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Open Source and Agile Methodologies

During the last 5 years, a set of methodologies have become popular, called agile methodologies . An agile methodology is, in general, one that emphasizes incremental development and small design steps guided by frequent interactions with customers. The customer and developers get together and agree on the next set of features and capabilities for the software. Ideally, the work should take at most a few weeks. The developers then make the additions and the software is released to the customers, who react to it, perhaps making corrective suggestions.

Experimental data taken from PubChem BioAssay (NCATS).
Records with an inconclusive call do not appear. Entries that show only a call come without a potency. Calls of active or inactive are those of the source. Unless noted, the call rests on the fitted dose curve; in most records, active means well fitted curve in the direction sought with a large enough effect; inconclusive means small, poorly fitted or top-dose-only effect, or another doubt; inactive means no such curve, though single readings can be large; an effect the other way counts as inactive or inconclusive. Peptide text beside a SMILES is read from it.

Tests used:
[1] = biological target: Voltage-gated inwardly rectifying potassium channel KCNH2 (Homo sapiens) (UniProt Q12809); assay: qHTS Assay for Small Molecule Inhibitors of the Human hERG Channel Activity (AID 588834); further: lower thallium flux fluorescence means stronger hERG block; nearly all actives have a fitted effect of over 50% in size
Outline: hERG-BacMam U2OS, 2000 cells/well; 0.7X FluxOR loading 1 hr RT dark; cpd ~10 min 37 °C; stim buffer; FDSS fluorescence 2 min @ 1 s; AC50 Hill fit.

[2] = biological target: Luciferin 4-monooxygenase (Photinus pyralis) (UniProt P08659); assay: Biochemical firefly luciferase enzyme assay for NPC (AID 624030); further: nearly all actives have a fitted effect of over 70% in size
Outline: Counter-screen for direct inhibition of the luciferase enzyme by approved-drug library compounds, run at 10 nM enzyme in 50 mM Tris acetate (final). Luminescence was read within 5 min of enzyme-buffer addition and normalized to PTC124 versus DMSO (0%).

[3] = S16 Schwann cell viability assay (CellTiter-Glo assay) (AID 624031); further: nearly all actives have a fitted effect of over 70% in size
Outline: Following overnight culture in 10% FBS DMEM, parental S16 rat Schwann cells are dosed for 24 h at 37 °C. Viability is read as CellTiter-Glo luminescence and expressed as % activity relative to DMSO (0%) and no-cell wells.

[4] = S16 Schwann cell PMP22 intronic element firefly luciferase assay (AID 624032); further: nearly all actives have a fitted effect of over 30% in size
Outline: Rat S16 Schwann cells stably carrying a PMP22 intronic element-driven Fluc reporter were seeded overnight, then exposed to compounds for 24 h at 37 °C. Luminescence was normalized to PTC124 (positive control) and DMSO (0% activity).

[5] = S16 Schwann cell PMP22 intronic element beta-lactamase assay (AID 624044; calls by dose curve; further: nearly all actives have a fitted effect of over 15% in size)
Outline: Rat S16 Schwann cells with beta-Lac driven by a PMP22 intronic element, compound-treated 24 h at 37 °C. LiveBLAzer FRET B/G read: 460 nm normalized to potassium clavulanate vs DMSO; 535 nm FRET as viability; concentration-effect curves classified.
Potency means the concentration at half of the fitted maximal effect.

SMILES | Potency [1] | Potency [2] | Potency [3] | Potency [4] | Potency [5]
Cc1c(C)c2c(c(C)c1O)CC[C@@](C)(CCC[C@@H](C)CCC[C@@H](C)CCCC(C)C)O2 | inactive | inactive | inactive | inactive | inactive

Agile methodologies and open source would seem, at first glance, to be radically different: Agile methodologies are thought of as being about small, collocated teams and open source as being about large, distributed ones. A company might expect that the benefits of one are pretty different from the benefits of the other. Agile methodologies arose, largely, from the ranks of paid consultants, whereas open source seems like a hippie phenomenon. A company might, therefore, believe there is a sharp choice to be made between them, but the choice has more to do with the conversations, the diversity of participants, and the transparency of the process to the outside world than it does with the philosophy of design and development: The two approaches share many principles and values.